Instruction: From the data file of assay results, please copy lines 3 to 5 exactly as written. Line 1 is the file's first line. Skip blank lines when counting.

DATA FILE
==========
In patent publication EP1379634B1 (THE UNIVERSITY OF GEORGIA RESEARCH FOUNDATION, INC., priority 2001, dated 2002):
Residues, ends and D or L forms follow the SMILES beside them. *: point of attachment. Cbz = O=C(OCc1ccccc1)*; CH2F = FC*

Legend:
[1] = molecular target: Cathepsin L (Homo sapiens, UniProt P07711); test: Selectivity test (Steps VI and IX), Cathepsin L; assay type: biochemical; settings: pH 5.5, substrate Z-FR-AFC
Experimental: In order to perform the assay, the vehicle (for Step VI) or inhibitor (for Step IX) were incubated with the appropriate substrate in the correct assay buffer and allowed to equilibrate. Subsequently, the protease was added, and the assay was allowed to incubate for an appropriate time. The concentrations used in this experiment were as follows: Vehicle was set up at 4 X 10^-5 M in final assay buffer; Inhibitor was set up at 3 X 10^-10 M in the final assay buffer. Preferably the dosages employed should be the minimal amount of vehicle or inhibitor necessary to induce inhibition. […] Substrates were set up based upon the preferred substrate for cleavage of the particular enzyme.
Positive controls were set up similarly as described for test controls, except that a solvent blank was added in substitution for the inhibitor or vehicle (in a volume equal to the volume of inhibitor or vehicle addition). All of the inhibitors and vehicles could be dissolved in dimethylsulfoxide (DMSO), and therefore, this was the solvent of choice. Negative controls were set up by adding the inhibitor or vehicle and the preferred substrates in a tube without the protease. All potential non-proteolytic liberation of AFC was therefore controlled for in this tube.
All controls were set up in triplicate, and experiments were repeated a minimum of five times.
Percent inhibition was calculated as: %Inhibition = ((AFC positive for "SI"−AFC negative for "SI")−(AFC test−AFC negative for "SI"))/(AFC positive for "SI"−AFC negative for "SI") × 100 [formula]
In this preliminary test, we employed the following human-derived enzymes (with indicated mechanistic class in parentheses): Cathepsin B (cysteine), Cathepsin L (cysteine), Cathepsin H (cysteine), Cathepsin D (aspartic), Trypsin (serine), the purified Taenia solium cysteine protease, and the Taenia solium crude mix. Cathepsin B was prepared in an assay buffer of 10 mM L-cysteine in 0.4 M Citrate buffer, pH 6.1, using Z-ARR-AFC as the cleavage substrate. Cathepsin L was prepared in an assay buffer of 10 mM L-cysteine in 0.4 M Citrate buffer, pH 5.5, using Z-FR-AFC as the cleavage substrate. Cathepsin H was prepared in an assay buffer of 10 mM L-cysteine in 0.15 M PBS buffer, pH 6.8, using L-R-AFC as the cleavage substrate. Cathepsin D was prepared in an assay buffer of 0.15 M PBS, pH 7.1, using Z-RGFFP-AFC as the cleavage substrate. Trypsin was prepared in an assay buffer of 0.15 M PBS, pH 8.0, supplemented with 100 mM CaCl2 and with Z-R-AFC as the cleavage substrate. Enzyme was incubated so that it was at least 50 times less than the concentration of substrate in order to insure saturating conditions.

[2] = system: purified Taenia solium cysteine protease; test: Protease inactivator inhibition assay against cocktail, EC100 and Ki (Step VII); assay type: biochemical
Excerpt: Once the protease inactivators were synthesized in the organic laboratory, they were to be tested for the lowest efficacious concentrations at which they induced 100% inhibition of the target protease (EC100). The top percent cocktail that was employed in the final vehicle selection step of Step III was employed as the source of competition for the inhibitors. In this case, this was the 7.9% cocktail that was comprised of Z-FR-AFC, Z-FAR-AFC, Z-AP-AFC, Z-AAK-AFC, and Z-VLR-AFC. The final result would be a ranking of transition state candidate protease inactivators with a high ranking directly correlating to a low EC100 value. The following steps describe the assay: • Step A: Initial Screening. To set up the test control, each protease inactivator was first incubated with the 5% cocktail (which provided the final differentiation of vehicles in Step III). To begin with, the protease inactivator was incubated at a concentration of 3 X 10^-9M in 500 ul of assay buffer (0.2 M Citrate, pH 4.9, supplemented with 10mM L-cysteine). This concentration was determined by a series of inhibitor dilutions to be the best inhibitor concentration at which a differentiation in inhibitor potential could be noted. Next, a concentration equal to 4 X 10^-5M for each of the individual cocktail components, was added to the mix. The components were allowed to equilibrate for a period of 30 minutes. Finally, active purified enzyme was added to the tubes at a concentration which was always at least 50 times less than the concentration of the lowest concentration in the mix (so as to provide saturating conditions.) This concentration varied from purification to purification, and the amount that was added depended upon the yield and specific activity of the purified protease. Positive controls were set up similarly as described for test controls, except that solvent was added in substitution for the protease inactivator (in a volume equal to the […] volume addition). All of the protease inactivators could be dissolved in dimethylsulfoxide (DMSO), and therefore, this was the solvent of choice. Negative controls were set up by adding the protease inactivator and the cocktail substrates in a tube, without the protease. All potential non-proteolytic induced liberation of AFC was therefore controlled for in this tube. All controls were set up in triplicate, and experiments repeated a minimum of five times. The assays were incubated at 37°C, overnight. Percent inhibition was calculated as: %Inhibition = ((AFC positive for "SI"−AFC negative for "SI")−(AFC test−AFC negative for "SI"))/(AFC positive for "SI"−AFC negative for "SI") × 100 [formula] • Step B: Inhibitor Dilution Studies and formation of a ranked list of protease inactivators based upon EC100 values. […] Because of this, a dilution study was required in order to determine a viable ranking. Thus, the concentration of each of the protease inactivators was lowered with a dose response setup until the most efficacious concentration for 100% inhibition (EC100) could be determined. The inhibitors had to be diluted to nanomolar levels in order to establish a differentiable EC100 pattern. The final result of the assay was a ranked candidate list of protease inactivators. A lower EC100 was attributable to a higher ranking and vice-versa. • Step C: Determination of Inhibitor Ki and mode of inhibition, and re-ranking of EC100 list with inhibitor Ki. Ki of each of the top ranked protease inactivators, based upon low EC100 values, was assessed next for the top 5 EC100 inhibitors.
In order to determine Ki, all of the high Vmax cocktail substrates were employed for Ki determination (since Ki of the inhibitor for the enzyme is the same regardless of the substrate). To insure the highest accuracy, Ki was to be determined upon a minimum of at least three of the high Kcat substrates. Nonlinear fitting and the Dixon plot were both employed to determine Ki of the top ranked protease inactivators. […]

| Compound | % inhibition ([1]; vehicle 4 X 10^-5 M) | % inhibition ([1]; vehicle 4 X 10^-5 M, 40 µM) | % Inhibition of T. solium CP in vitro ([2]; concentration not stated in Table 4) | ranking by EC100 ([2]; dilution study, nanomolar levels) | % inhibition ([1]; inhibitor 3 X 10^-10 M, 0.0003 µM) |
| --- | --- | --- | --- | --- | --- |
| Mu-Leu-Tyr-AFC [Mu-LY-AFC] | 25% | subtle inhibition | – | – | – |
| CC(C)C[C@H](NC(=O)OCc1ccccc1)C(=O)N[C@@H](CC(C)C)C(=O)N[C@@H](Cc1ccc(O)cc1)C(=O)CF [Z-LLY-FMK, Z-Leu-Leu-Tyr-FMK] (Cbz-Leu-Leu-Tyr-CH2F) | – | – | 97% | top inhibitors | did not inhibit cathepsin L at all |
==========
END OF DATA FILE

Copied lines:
Legend:
[1] = molecular target: Cathepsin L (Homo sapiens, UniProt P07711); test: Selectivity test (Steps VI and IX), Cathepsin L; assay type: biochemical; settings: pH 5.5, substrate Z-FR-AFC
Experimental: In order to perform the assay, the vehicle (for Step VI) or inhibitor (for Step IX) were incubated with the appropriate substrate in the correct assay buffer and allowed to equilibrate. Subsequently, the protease was added, and the assay was allowed to incubate for an appropriate time. The concentrations used in this experiment were as follows: Vehicle was set up at 4 X 10^-5 M in final assay buffer; Inhibitor was set up at 3 X 10^-10 M in the final assay buffer. Preferably the dosages employed should be the minimal amount of vehicle or inhibitor necessary to induce inhibition. […] Substrates were set up based upon the preferred substrate for cleavage of the particular enzyme.